Next month the curtain will rise on a new era at the historic Little Germany Theatre.

A vision for the venue, formerly Bradford Playhouse, will be announced at an open day marking the reopening of the Studio theatre.

Rob Walters – whose company Be Wonderful Ltd took over the theatre when it went into liquidation, with historic debts of £300,000, in September – wants to strengthen and widen its role as a cultural hub and develop corporate and social use.

The company is in talks with heritage and arts bodies to secure funding to buy and refurbish the Chapel Street building. Occupied as a theatre since the 1920s, it’s up for sale for £370,000 and is currently being leased from liquidator Clough Corporate Solutions in Cleckheaton.

There’s no guarantee that, if sold, it will remain a theatre, prompting national advisory body the Theatres Trust to raise concerns about its future. In a letter to Bradford Council, the trust notes the theatre’s contribution to the city’s cultural strategy and pledges to oppose any change-of-use application.

Chris Wood, of Clough Corporate Solutions, told the T&A: “The property potentially lends itself to a wide range of uses. However, it has played a key role in Bradford’s cultural heritage since 1929, so it would be fantastic if a buyer could be found that would rejuvenate the theatre.”

Rob, a former chairman of the theatre and a creditor, is confident of success. “We’re making a fresh start, with a name change and new branding. It’s fundamentally a theatre but we’re working on a business plan to develop other uses too,” he says. “We have a 290-seat auditorium, 70-seat Studio and other large spaces for uses such as rehearsals, community events, social functions and business conferences.”

In the past, the theatre has become something of an arts clique. For Rob, the future lies in widening its appeal.

“It became inward-focused. Yes, it’s great to have a creative hub but you can’t pay the bills without bringing in good crowds. A regular events slot will get regular audiences in,” he says. “There are half-a-million people in Bradford – what’s the point in existing if we’re only going to attract 2,000?”

With arts venues across the city, from the Alhambra to Kala Sangam and Theatre in the Mill, can the Little Germany Theatre compete? “It’s not a case of competing, it’s a case of complementing each other,” says Rob. “If you take this theatre out, you lose a large, accessible city centre-based community venue.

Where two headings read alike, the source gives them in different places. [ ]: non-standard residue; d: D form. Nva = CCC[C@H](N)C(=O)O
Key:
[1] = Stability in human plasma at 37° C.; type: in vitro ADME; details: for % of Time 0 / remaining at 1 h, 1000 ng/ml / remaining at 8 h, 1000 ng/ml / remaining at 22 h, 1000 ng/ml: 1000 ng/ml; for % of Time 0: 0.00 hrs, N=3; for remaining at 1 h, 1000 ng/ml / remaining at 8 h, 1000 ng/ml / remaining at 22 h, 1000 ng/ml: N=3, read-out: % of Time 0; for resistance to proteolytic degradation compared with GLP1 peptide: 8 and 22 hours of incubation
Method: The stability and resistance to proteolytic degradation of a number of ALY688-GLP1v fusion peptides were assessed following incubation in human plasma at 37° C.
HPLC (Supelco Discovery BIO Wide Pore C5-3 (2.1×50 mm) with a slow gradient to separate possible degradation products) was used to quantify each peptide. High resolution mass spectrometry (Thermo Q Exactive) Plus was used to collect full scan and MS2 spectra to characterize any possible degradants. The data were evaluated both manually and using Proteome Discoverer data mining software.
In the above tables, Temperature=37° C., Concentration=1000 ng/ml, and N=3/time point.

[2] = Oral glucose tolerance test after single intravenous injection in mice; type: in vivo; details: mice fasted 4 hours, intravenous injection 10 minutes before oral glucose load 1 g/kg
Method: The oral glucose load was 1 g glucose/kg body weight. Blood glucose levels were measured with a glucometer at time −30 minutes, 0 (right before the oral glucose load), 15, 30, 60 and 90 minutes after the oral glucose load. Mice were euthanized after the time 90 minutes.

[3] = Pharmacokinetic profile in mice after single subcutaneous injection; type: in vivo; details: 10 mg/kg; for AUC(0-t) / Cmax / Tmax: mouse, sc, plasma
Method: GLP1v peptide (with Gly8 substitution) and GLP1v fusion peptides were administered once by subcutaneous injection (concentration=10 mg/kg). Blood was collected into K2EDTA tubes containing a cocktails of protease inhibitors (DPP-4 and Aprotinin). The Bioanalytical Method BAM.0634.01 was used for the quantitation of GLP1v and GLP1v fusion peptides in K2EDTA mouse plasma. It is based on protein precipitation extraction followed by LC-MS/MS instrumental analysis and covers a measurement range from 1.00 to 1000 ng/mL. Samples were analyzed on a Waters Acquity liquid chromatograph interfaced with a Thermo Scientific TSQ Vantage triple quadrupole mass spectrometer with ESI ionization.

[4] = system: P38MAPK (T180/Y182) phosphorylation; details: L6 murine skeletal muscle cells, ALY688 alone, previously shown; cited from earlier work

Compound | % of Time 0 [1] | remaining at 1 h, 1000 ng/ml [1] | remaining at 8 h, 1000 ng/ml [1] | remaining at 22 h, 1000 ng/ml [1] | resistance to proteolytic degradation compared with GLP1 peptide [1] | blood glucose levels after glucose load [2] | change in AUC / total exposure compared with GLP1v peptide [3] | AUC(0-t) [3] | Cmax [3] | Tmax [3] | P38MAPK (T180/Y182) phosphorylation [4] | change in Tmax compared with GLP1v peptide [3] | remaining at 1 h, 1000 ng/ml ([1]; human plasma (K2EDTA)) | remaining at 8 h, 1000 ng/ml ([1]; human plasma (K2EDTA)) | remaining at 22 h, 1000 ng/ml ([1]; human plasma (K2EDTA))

“Each venue is on a different scale, with different propositions, but together we have value in this city’s cultural life.”

The theatre is being run by a core group of staff and volunteers, some of whom have been involved in previous phases of its life.

With plans including live music, film screenings and drama clubs, Rob hopes that drawing in new and larger crowds will have a positive impact on Little Germany.

“There’s a physical gulf between here and the rest of the city centre. It can only be a good thing for us once the Westfield site is opened, as it will bring more people over this end of the city centre,” says Rob.

“We want to encourage more students here, too. When I was involved in student theatre in Cardiff, we used different venues in the city, but in Bradford student life is more enclosed on campus. This venue provides an excellent starting point for aspiring actors, technicians and theatre companies.”

Short-term plans include cementing community use. “Amateur theatre plays a valuable role in the arts, it draws a different crowd to professional productions, but a mix of the two is essential,” says Rob. “Within time we’ll look to attract professional companies. We’re in talks with the Lowry theatre in Salford, which is seeking northern venues to take part in its development programme.

“It’s a tough climate for theatres, but shows that hit the spot and meet a need are doing well. We need to develop as a strong venue and bring in events that make money.”

In January, the public will be invited to the reopening of the Studio theatre, renamed the Isherwood Studio in memory of theatre stalwart Millicent Isherwood. “We will present our vision for the future, as well as honouring the past,” says Rob.